Fava Beans Tincture

Below are answers prepared by Aunt Bean to questions submitted by Janne about the
fava beans tincture.

Robert Rodgers PhD
Road to Recovery from Parkinsons Disease
Parkinsons Recovery

Question #1: Can the fava beans be grown indoors — hydroponically or in pots?

*I have grown fava beans hydroponic and in soil on a
windowsill where it only got good sunlight about 4 hrs a day. They
looked pretty until about 8 inches tall and then became spindly
(almost like a vine) . If you have a window that gets good light or
have a sunroom I feel they would do much better. The hydroponic ones
I only grew to about 4 inches tall before washing well and chopping up
and drying for tincture. It has not been tested though for l-dopa
content.

The couple of plants in pots never did make a “top” or bud …just
got long and lanky .Ate leaves from them in salads finally.

Question #2: When researching where to buy beans, I noticed there are many
varieties. Does one seed/bean variety have more levodopa than another?

*There are approximately 40 varieties of favas I have been told. Broad
Windsors seem to be the cheapest and dependable for sprouting. I have
tried many varieties . Fond of the ones that are purple , but they are
more expensive. Hope to save more of my own seed next year…receive
much better germination that way. I don’t know that any variety has
more l-dopa , but one could …if studies have actually been done….
I like to know the findings.

Question #3: When searching for information (on your blog, forum posts
and radio interview) I noticed that on different occasions you mention having
used sprouted beans, bean tops and/or the whole plant for tincture. In
your final analysis, which seems to be the best part of the plant to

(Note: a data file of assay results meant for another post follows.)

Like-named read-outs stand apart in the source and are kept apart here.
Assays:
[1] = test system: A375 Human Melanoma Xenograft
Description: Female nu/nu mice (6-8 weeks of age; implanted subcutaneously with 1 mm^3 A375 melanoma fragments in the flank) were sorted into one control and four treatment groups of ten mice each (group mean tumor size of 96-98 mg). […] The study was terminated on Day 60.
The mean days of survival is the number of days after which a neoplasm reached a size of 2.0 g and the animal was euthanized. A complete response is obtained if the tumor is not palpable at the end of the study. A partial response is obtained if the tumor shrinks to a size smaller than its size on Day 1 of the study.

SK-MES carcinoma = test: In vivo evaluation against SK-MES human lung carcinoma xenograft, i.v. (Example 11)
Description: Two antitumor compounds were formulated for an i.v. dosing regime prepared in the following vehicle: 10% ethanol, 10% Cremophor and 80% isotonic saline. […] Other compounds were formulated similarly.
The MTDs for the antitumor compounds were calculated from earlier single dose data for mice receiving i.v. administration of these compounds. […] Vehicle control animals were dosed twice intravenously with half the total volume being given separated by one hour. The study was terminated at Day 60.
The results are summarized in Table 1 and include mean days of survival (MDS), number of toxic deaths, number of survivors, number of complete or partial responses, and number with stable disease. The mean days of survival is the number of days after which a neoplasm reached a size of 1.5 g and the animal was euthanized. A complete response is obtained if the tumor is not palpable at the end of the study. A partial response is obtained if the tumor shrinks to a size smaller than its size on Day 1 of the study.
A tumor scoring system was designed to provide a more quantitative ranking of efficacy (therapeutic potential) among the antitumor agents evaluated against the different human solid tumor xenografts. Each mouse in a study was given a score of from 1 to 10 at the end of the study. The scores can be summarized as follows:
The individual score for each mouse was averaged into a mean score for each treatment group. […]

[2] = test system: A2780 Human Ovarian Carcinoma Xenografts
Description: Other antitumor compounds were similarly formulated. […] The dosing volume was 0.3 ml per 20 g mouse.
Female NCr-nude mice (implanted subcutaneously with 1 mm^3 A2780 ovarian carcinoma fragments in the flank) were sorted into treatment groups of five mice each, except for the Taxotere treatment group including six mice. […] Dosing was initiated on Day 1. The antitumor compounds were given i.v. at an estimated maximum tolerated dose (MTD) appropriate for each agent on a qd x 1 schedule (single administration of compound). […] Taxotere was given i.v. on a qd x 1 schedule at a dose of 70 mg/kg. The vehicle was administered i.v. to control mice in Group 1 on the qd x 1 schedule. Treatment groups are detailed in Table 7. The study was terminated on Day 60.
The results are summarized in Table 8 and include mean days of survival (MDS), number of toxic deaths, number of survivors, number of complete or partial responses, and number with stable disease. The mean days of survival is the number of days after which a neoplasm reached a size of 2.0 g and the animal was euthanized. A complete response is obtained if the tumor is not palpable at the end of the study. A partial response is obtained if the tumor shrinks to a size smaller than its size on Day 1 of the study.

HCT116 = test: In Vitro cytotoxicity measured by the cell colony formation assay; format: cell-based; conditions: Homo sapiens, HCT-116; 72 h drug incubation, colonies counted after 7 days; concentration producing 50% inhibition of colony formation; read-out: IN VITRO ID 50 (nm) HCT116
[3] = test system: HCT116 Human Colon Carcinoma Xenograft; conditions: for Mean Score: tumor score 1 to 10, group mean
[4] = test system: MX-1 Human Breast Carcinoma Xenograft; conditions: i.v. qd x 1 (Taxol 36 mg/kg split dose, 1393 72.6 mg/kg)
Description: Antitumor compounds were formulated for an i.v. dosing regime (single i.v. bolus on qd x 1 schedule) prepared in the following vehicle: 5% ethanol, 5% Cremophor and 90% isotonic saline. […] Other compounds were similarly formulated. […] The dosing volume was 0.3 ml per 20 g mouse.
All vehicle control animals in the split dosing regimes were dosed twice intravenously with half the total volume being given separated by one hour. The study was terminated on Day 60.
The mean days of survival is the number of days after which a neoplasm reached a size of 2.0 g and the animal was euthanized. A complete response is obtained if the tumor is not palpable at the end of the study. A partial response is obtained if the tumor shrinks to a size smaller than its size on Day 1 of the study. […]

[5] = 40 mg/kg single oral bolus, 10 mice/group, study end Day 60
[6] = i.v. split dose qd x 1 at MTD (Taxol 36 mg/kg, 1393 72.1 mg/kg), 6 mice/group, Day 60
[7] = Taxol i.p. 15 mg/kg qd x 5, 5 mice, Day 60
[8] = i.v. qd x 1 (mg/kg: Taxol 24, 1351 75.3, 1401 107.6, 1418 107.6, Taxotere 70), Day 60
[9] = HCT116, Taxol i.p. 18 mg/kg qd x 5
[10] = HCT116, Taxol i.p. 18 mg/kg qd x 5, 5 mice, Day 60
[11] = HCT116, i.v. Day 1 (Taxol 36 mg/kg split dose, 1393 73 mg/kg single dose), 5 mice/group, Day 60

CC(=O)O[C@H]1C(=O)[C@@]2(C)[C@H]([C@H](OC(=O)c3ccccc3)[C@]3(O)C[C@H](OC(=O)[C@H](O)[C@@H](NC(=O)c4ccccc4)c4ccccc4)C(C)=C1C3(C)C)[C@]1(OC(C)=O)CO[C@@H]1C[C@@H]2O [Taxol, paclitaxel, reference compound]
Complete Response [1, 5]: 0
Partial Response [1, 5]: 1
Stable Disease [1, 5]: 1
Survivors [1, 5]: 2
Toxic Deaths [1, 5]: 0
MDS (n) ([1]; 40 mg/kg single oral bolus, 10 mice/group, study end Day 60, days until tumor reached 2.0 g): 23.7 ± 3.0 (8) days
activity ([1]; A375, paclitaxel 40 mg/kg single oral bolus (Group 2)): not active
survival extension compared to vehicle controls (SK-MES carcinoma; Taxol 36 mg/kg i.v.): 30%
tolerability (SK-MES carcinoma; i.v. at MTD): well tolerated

use?

*Plant Buds or tops that have been dried for a few hours seem to do
the best. What I call the Top is the little “bud” I am holding in between my
fingers in the picture on the fava blog site. They can be small (size
of a dime) or as big as a nickel…seems to depend on the fertility of
the soil. It takes quite a few dried to fill a small jar to make
tincture.

Question #4: Depending on your answer to No. 3 – at what point in the
plants growth do I harvest the top or whole plant?

*I found a bud yesterday on a plant that was sown July 26th. The seed
was soaked for 24 hrs before planting, so it was swollen and ready to
sprout when put into the ground. At approximately 6 weeks. start
checking for the bud growth to harvest. I pinch off the first 3 inches
of the plant, strip off the leaves and stem and save the bud for
drying. You can wear 2 clean water jugs on a belt (I cut out the
pouring spout and part way down the jug to leave a good opening, leave
the handle to put the belt thru. This is also my method for berry
picking!) Put the leaves in one jug and tops in the other. The dried
leaves ground up make wonderful additions to soup, vegie patties etc..
Taking the tops off encourages new bottom growth and discourages
aphids. Each new stem that comes up also gets a “bud” at the top. Some
can get up to 15 to harvest over the season. Watch carefully.. some
send up just a tiny 1 1/2 inch stem and make a bud almost at ground
level to harvest. They are easy to miss. I like growing them in a
raised bed.

Question #5: I know in 2013 your recipe calls for mashed up sprouts — but if
tops or whole plants is better, should they be dried or fresh to make
tincture? Does this matter?

*I don’t care for the sprout tincture as much as the top tincture.
After many experiments…I prefer to use the sprouted beans for
steaming and adding to foods/ making humus l-dopa is great…use your
imagination

Question #6: Can I use rum or vodka or some other alcohol to make tincture
or is brandy best?

*Brandy crosses the blood brain barrier and that is all I use

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